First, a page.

Breaking taboos is easiest when one does it unknowingly and accords ex-post facto sanction to the blasphemous act. Such as when I began eating Russian mutton after arrival in Moscow in 1975 and thought I had graduated from lamb to sheep — until I discovered in a chance remark that I was all along eating beef.
From then onward, once the taboo was broken, it was easy to move on to goats, horses, bear, snakes and so on — until in a dim-lit Korean parlor in Seoul years later, I cried halt in sheer despair when served with dog meat.
Actually, one develops a taste for horse meat, especially as lasagne. Suffice to say, it is amusing to watch all this fury on the part of Old Europeans that they broke a taboo.
It all began in mid-January when in Ireland someone discovered that supermarkets were selling horse meat as beef. Since then, the horse-meat scandal has spread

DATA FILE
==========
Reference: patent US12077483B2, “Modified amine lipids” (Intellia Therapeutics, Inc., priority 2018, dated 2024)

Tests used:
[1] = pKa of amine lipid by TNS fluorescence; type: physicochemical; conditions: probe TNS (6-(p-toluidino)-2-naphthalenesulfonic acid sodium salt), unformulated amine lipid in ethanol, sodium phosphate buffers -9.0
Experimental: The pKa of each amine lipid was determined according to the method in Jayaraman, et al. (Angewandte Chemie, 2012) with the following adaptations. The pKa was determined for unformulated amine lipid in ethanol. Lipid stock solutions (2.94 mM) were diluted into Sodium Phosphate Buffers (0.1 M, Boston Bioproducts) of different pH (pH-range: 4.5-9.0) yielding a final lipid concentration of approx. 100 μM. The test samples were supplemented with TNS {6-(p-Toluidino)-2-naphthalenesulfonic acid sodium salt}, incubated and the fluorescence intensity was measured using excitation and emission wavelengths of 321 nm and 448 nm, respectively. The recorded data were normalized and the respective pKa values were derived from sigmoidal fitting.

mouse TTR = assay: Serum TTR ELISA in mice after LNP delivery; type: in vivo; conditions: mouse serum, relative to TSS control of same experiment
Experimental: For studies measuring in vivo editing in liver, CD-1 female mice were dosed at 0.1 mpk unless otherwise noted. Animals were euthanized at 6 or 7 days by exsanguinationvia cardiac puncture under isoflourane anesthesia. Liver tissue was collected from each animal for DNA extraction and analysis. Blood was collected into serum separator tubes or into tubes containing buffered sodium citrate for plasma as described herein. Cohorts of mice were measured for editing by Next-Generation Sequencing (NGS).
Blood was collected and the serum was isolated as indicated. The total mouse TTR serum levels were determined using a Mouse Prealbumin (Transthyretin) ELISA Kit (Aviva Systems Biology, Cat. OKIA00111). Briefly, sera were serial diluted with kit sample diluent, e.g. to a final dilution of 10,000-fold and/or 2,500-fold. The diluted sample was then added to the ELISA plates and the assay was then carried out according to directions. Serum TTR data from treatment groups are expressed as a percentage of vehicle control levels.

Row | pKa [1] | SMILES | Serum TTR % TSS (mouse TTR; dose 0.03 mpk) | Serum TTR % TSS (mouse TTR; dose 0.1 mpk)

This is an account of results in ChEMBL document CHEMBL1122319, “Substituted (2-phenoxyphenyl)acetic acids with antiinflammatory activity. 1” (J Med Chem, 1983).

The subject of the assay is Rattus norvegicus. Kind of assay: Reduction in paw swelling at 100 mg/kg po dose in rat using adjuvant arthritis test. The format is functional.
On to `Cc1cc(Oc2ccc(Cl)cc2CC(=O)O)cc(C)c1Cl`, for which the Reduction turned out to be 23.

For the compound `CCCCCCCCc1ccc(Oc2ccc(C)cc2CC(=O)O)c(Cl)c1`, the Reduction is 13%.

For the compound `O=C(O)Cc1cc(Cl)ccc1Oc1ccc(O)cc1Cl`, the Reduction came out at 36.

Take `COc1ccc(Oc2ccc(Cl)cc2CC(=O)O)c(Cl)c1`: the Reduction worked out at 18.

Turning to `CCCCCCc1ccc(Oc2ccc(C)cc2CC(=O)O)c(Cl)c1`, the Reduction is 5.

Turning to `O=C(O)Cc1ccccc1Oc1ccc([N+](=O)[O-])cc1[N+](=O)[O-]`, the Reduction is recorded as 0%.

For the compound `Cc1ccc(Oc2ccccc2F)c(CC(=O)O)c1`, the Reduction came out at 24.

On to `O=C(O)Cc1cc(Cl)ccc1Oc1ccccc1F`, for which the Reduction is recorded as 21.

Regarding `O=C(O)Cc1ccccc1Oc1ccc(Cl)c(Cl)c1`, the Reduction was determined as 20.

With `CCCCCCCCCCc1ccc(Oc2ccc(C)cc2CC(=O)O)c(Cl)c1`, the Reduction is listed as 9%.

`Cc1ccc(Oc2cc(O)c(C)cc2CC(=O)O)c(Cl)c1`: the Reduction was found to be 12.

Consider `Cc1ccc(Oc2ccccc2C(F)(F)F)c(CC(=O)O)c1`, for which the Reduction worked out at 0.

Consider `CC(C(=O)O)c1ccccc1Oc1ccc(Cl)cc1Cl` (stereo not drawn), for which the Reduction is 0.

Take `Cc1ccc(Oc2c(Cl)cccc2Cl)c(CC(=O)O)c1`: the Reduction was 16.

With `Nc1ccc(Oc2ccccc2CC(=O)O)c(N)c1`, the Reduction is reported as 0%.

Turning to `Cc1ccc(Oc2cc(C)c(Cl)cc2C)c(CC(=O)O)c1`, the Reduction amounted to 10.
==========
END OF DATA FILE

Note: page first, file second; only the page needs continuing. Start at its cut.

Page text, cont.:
to Britain, France and Sweden and most Europeans realise they were eating horse meat instead of beef.
Like our beliefs over Holy Cow, Christian virtues are attached to horse — a stately, noble, glorious animal that somehow cannot be reduced to the stuff of meat even in dreams. Most Europeans accord to horse the status of a pet and hold beliefs about animal spirits that must not be offended.
Anyway, civilized outrage followed — although, no burning of buses, beating up policemen or self-immolation, etc. By the way, Brits are extremely orthodox (like the North Indian Hindu) and do not eat horse meat, while the French are more laid back — like, say, the Malayali.
But the unkindest cut of all is that it now transpires that what the Europeans were told about as horse meat wasn’t even horse meat, after all. For, they were eating donkey meat already.
How easily taboos get successively broken when it happens unknowingly! But, how did it happen? A simple human tale of avarice, actually.
Romania banned horse carts that used to be the common mode of transportation in that country, which in turn sent “hundreds of thousands” of horses to the abattoir that slaughters horses and cattle. Whereupon, some enterprising fellow in the New European country which is just about discovering the charms of the common European market, thought up an ingenuous idea. The rest, as they say, is history. It is all here